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Size really matters as far as extinction risk is concerned

By Herald Keeper
By Olivia Tucker

Nowadays, due to changing the environment or so-called climate change, many species are facing the threat of extinction. And recently, scientists have revealed that size really matters when it comes to extinction risks. The smallest and biggest animals of the world are more prone to death, and the vertebrates in the so-called “Goldilocks zone “which are not too small or too big will be in a safe zone, as said by the scientists. Scientists also called for appropriate actions to save the animals of both the ends of the scale. The bigger heavyweight animals might get extinct due to large-scale hunting and the smaller featherweights will lose out to pollution as well as logging.

A team led by Prof Bill Ripple of Oregon State University in Corvallis, US said that the largest vertebrates are mostly threatened of direct killing by humans. And the smallest species will more likely suffer from restricted geographic ranges and also habitat degradation, which is considered as crucial predictors of extinction risk. This new research also supports the evidence of 6th mass extinction that which might occur in future. So, scientists and researchers are now trying to figure out the key drivers of extinction risk.

And the most important clue that they got is the body size and they found out that it’s not only the large-sized species that are at the risk of extinction, but also small sized plants and animals are also prone to extinction. And the protection of these species is not undertaken appropriately. While large sized charismatic animals like elephants, lions, and rhinos get more attention for protection but large fish or reptiles like Whale Shark, Chinese giant salamander and Somali Ostrich were always overlooked. And also, small species like frogs and shrews all get little attention for protection.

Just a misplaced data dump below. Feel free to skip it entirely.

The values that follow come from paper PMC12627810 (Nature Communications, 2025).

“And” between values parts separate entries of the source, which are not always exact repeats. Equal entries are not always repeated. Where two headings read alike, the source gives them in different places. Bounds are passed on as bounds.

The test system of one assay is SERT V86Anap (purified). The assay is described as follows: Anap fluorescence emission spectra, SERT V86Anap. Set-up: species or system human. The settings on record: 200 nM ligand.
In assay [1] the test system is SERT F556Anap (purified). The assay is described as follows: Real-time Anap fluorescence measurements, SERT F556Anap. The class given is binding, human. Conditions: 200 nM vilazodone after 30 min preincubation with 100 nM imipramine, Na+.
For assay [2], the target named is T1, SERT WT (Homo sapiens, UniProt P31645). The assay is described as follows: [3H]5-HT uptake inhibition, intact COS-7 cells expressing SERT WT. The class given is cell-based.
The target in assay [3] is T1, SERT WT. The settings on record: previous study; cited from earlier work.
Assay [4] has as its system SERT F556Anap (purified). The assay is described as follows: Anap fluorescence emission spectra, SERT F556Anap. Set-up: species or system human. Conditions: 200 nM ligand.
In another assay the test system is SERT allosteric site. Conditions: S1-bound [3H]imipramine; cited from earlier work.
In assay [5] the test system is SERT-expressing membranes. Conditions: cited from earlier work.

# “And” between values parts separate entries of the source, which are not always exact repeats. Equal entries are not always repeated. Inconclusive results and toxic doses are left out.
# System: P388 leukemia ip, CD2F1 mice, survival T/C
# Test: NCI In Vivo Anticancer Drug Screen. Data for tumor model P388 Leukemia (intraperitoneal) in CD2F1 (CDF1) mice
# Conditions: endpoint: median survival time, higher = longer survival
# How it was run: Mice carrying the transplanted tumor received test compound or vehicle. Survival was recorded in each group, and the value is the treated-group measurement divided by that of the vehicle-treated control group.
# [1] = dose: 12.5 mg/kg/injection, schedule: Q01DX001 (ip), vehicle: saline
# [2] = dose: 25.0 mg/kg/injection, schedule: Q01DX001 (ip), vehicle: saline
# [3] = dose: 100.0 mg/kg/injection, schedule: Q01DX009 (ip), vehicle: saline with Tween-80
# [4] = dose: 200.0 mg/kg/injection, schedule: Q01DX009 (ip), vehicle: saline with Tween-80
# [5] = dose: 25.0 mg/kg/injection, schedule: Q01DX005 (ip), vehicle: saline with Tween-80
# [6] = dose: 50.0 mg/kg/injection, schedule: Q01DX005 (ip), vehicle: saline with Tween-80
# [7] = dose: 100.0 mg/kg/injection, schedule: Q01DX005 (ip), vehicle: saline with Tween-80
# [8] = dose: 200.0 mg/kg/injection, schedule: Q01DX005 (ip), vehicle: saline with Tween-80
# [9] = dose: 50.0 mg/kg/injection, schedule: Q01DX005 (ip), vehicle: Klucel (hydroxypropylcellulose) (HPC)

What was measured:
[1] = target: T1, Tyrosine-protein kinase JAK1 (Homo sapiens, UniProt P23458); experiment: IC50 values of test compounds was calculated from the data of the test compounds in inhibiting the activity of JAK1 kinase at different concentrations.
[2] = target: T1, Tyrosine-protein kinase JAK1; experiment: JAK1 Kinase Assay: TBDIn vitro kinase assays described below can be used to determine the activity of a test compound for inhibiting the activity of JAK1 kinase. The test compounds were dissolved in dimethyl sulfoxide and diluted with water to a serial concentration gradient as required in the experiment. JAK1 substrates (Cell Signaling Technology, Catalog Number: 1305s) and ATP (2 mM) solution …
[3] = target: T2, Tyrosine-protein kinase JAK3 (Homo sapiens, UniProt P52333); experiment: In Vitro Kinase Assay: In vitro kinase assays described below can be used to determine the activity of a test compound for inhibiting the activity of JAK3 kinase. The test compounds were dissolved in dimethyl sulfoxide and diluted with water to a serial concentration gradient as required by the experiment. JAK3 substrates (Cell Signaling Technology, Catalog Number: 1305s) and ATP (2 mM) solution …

For the study, the researchers from US, UK, Australia, and Switzerland compared extinction risk and body mass of more than 25,00 species of vertebrates. From these, according to the Red List of the International Union for Conservation f Nature, 4,000 species were on the verge of extinction.

From the research, it was revealed that the Vertebrates having the largest and smallest bodies were detected to be at more risk of extinction, irrespective of their dwelling place. To combat this issue, different precautionary measures should be taken regarding conservation of the endangered species. Researchers informed that if global consumption of wild meat is checked then it will ultimately lead to the reduction of human hunting, fishing as well as trapping of vertebrates around the world. The study was published in the journal, Proceedings of the National Academy of Sciences.

The post Size really matters as far as extinction risk is concerned by Olivia Tucker appeared first on Herald Keeper.

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